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Sheldon Silver pleads not guilty to upgraded indictment, says he'll be 'vindicated' at trial set for Nov. 2

Former New York State Assembly Speaker Sheldon Silver

Former New York State Assembly Speaker Sheldon Silver exits Federal Court in Manhattan after being re-arraigned on new charges on Tuesday, April 28, 2015. Silver was arraigned on additional corruption charges. Credit: Charles Eckert

A federal judge in Manhattan on Tuesday set a Nov. 2 trial date for former Assembly Speaker Sheldon Silver on charges that he engaged in two corrupt schemes to get $4 million in kickbacks.

U.S. District Judge Valerie Caproni set the trial date as Silver officially entered a not guilty plea to a superseding indictment returned last week that added a money-laundering charge related to his handling of money from the kickback scheme.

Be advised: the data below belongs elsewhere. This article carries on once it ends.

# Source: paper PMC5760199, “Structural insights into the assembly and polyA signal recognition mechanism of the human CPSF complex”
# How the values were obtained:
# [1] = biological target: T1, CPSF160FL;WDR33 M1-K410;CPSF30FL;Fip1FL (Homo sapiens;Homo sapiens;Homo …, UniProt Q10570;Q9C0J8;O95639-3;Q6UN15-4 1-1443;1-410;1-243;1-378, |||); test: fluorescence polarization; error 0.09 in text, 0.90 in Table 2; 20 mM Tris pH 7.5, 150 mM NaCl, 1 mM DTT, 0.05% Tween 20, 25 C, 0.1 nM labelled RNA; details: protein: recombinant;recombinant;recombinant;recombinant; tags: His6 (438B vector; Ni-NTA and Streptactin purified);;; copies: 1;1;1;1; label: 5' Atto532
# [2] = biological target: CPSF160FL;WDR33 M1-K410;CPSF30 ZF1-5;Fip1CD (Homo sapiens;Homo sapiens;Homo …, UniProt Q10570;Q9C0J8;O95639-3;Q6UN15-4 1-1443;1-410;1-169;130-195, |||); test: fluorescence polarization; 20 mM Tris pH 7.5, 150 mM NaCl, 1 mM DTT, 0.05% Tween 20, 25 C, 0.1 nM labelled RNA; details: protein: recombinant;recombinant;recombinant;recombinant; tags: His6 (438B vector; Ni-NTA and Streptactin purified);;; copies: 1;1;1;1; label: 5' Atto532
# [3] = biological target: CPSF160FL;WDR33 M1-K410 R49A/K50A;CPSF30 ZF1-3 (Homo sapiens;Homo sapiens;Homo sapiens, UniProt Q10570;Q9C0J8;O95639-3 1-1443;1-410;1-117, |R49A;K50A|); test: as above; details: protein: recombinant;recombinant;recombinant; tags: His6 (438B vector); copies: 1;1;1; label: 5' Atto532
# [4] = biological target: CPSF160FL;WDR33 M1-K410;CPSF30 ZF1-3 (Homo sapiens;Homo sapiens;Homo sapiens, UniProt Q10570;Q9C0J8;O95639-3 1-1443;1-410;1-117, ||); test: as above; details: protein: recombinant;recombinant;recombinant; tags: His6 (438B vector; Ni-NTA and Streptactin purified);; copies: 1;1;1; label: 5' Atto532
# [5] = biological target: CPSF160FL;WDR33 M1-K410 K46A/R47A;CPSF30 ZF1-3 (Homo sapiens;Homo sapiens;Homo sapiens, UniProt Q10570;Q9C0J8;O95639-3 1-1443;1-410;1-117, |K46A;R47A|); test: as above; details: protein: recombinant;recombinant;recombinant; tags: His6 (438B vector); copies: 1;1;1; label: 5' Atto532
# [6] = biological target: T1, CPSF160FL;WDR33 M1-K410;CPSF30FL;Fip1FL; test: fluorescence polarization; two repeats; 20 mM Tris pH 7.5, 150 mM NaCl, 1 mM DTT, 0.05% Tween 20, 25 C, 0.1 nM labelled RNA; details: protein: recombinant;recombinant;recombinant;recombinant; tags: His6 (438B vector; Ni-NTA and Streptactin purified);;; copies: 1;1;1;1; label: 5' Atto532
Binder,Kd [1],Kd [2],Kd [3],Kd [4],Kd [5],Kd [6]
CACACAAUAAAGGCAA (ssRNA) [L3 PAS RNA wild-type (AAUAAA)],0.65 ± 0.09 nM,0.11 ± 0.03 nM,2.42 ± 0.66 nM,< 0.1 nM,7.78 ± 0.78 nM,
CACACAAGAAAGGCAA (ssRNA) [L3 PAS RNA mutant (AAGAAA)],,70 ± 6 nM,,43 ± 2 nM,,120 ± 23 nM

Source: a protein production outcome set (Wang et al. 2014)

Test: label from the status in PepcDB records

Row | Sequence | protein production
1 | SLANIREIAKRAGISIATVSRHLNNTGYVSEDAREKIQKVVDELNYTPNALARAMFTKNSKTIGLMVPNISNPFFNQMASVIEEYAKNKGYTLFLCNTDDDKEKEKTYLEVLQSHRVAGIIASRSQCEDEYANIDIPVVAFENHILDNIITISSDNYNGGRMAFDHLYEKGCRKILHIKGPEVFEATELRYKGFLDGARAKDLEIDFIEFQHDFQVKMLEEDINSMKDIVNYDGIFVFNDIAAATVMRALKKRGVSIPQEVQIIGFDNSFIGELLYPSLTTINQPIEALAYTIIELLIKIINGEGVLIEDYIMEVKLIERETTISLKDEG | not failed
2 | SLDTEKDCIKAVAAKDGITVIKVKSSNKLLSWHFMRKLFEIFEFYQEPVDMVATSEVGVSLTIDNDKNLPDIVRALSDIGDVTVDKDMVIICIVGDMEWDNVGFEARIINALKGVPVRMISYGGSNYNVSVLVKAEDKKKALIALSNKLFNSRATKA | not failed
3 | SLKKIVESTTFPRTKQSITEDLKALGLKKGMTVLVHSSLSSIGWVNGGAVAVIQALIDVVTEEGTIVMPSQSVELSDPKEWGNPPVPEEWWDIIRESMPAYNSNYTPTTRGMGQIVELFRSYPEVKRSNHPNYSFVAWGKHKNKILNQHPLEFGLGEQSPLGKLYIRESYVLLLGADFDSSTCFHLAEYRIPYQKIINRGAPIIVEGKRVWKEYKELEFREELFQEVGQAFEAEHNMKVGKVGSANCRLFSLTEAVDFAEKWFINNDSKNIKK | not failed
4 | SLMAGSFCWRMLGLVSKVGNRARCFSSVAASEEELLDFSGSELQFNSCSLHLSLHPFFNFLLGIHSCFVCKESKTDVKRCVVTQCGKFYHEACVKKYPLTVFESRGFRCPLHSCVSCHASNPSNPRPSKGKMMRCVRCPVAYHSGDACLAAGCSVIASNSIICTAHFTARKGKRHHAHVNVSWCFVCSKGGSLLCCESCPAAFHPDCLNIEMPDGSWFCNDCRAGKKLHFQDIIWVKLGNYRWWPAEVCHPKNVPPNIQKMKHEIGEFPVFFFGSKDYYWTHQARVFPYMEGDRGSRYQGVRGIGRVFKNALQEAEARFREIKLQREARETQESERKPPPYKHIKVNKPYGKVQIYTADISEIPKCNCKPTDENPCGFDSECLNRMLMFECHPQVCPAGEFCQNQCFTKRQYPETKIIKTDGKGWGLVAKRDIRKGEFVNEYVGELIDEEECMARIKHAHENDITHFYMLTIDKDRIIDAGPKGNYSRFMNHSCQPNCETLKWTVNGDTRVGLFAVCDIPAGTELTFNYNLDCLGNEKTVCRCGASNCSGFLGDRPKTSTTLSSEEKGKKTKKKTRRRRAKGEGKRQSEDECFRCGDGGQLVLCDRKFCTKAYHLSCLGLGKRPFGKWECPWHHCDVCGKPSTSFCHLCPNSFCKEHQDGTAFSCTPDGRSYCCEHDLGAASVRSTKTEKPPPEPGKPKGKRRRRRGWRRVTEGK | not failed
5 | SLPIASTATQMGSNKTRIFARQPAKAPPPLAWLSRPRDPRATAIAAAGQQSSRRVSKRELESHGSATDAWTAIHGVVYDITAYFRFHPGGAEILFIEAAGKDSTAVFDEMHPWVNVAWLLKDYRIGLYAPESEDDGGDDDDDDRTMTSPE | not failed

Silver, 71, was charged in January with mail fraud, wire fraud and extortion for, prosecutors say, steering real estate legislation and medical research funds in return for legal referral fees from property tax abatement cases and asbestos litigation.

The Manhattan Democrat resigned as speaker, but retained his seat in the assembly.

Silver said after Tuesday's hearing that he was happy a trial was scheduled so he could be "vindicated."


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